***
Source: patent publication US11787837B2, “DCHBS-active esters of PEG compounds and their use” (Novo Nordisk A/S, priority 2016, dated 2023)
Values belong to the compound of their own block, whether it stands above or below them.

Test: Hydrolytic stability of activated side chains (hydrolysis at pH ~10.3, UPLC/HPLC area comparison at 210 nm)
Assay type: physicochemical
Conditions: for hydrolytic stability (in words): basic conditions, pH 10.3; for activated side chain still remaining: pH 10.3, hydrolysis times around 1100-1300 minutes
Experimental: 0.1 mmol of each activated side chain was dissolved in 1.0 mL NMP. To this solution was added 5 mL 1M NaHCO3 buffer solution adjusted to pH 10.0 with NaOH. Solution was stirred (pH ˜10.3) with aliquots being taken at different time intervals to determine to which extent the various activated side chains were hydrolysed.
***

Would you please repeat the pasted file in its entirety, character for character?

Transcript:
Source: patent publication US11787837B2, “DCHBS-active esters of PEG compounds and their use” (Novo Nordisk A/S, priority 2016, dated 2023)
Values belong to the compound of their own block, whether it stands above or below them.

Test: Hydrolytic stability of activated side chains (hydrolysis at pH ~10.3, UPLC/HPLC area comparison at 210 nm)
Assay type: physicochemical
Conditions: for hydrolytic stability (in words): basic conditions, pH 10.3; for activated side chain still remaining: pH 10.3, hydrolysis times around 1100-1300 minutes
Experimental: 0.1 mmol of each activated side chain was dissolved in 1.0 mL NMP. To this solution was added 5 mL 1M NaHCO3 buffer solution adjusted to pH 10.0 with NaOH. Solution was stirred (pH ˜10.3) with aliquots being taken at different time intervals to determine to which extent the various activated side chains were hydrolysed.